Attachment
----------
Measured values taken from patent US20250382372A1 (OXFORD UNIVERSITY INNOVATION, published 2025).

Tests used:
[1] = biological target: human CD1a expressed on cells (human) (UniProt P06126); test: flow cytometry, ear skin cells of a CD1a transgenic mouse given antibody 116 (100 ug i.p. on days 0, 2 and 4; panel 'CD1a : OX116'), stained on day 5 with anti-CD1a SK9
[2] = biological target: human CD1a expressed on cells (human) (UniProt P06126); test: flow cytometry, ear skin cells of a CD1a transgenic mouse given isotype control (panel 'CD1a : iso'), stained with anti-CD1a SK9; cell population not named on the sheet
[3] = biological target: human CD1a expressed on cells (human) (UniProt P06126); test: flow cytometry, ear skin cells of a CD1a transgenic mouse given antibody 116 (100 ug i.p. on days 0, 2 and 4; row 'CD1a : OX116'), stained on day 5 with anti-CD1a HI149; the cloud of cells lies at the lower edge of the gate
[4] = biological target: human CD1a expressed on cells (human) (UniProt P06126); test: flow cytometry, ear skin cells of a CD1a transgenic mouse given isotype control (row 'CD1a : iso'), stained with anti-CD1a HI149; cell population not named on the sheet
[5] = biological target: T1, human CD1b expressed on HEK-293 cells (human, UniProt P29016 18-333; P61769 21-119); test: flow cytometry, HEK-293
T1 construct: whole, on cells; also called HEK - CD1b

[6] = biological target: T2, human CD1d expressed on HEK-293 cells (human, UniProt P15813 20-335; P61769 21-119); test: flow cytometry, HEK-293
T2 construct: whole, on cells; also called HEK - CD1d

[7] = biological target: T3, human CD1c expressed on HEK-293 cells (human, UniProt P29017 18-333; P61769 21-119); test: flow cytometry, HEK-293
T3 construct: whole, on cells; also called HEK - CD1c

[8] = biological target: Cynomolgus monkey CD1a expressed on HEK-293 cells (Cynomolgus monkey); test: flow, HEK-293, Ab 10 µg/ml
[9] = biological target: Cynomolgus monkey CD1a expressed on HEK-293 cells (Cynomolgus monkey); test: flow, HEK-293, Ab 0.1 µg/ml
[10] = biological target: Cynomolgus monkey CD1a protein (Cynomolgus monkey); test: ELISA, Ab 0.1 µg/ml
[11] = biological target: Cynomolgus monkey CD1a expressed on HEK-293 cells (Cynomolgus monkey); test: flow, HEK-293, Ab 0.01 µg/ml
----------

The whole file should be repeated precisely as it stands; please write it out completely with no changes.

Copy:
Measured values taken from patent US20250382372A1 (OXFORD UNIVERSITY INNOVATION, published 2025).

Tests used:
[1] = biological target: human CD1a expressed on cells (human) (UniProt P06126); test: flow cytometry, ear skin cells of a CD1a transgenic mouse given antibody 116 (100 ug i.p. on days 0, 2 and 4; panel 'CD1a : OX116'), stained on day 5 with anti-CD1a SK9
[2] = biological target: human CD1a expressed on cells (human) (UniProt P06126); test: flow cytometry, ear skin cells of a CD1a transgenic mouse given isotype control (panel 'CD1a : iso'), stained with anti-CD1a SK9; cell population not named on the sheet
[3] = biological target: human CD1a expressed on cells (human) (UniProt P06126); test: flow cytometry, ear skin cells of a CD1a transgenic mouse given antibody 116 (100 ug i.p. on days 0, 2 and 4; row 'CD1a : OX116'), stained on day 5 with anti-CD1a HI149; the cloud of cells lies at the lower edge of the gate
[4] = biological target: human CD1a expressed on cells (human) (UniProt P06126); test: flow cytometry, ear skin cells of a CD1a transgenic mouse given isotype control (row 'CD1a : iso'), stained with anti-CD1a HI149; cell population not named on the sheet
[5] = biological target: T1, human CD1b expressed on HEK-293 cells (human, UniProt P29016 18-333; P61769 21-119); test: flow cytometry, HEK-293
T1 construct: whole, on cells; also called HEK - CD1b

[6] = biological target: T2, human CD1d expressed on HEK-293 cells (human, UniProt P15813 20-335; P61769 21-119); test: flow cytometry, HEK-293
T2 construct: whole, on cells; also called HEK - CD1d

[7] = biological target: T3, human CD1c expressed on HEK-293 cells (human, UniProt P29017 18-333; P61769 21-119); test: flow cytometry, HEK-293
T3 construct: whole, on cells; also called HEK - CD1c

[8] = biological target: Cynomolgus monkey CD1a expressed on HEK-293 cells (Cynomolgus monkey); test: flow, HEK-293, Ab 10 µg/ml
[9] = biological target: Cynomolgus monkey CD1a expressed on HEK-293 cells (Cynomolgus monkey); test: flow, HEK-293, Ab 0.1 µg/ml
[10] = biological target: Cynomolgus monkey CD1a protein (Cynomolgus monkey); test: ELISA, Ab 0.1 µg/ml
[11] = biological target: Cynomolgus monkey CD1a expressed on HEK-293 cells (Cynomolgus monkey); test: flow, HEK-293, Ab 0.01 µg/ml